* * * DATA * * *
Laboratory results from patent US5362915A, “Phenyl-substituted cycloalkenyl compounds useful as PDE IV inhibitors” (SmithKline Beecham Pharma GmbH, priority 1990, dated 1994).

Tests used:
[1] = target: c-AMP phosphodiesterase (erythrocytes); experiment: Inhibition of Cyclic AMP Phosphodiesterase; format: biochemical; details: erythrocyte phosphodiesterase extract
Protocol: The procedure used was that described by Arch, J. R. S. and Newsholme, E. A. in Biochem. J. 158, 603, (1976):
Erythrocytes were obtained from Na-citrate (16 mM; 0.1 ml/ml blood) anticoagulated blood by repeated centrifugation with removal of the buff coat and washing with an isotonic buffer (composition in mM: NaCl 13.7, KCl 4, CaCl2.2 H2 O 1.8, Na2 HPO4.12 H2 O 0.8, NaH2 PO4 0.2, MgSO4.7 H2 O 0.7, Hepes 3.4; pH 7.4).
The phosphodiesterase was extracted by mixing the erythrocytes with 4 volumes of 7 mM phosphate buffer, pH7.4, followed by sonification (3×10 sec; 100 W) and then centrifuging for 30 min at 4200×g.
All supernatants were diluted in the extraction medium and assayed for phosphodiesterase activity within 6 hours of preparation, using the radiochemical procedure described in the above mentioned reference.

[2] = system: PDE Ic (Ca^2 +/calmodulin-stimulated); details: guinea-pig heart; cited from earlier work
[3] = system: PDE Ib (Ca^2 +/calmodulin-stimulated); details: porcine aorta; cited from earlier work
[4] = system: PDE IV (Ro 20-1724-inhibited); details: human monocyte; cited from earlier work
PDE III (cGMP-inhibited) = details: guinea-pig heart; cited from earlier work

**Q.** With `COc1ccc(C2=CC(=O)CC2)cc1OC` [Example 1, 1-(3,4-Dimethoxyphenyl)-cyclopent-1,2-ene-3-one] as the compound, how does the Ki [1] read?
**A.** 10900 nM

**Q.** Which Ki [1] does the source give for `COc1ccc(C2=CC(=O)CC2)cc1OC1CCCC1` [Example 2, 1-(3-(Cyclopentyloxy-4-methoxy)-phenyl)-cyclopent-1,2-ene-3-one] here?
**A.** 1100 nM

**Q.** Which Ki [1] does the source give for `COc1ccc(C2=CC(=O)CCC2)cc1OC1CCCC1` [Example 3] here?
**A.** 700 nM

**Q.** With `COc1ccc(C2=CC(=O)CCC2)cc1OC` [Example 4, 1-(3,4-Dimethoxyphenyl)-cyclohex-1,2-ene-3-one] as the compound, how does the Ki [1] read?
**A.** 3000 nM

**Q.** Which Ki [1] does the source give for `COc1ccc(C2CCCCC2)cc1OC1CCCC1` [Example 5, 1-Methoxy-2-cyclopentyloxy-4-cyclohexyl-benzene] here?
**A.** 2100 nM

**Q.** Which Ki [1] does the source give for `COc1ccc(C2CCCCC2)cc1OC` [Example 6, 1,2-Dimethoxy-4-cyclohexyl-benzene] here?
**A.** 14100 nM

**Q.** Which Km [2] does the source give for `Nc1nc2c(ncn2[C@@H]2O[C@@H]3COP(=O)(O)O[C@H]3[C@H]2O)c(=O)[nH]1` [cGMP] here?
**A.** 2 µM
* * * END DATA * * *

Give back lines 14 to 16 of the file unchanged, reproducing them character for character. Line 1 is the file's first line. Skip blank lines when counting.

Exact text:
**Q.** Which Ki [1] does the source give for `COc1ccc(C2=CC(=O)CC2)cc1OC1CCCC1` [Example 2, 1-(3-(Cyclopentyloxy-4-methoxy)-phenyl)-cyclopent-1,2-ene-3-one] here?
**A.** 1100 nM

**Q.** Which Ki [1] does the source give for `COc1ccc(C2=CC(=O)CCC2)cc1OC1CCCC1` [Example 3] here?